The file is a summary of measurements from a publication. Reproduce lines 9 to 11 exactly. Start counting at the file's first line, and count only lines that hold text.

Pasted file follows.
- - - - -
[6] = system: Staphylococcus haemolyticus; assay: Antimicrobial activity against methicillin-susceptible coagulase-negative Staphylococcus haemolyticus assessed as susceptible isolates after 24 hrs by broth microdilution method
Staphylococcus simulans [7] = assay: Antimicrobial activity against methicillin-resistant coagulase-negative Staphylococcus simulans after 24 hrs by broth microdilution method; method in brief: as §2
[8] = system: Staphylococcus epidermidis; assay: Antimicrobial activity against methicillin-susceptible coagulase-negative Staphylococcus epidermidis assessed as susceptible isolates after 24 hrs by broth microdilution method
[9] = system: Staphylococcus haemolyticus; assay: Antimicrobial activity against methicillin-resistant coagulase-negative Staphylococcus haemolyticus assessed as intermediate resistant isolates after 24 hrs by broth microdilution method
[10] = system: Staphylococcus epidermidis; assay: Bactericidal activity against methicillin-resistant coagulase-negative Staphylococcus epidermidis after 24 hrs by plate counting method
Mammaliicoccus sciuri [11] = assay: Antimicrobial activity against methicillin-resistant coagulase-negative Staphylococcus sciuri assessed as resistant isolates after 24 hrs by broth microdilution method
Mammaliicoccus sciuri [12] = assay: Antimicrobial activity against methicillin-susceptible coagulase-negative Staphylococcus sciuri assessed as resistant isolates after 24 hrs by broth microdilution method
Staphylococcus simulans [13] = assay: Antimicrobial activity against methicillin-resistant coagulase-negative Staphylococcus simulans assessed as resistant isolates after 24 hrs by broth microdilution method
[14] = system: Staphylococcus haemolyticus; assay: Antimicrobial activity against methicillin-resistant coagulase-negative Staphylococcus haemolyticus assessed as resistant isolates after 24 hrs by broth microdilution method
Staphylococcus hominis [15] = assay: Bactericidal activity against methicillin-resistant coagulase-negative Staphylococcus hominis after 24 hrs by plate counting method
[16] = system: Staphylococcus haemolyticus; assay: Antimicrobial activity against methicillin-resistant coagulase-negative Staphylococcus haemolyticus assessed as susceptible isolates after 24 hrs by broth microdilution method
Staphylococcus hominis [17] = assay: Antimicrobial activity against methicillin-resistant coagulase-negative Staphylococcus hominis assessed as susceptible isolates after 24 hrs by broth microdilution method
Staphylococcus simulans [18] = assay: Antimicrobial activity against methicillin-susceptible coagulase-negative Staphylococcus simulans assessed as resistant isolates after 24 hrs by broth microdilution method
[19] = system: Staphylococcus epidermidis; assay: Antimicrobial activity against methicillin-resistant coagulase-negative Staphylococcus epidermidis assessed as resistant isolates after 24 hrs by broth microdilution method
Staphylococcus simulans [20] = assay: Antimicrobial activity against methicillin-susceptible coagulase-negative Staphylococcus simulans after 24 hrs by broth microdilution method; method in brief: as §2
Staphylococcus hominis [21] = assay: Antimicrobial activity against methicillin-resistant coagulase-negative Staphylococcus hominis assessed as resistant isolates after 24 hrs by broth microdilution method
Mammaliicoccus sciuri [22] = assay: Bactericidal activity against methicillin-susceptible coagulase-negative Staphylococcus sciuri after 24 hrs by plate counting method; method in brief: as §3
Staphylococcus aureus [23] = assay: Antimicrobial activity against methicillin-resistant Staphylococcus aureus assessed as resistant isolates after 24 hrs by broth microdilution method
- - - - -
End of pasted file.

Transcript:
[14] = system: Staphylococcus haemolyticus; assay: Antimicrobial activity against methicillin-resistant coagulase-negative Staphylococcus haemolyticus assessed as resistant isolates after 24 hrs by broth microdilution method
Staphylococcus hominis [15] = assay: Bactericidal activity against methicillin-resistant coagulase-negative Staphylococcus hominis after 24 hrs by plate counting method
[16] = system: Staphylococcus haemolyticus; assay: Antimicrobial activity against methicillin-resistant coagulase-negative Staphylococcus haemolyticus assessed as susceptible isolates after 24 hrs by broth microdilution method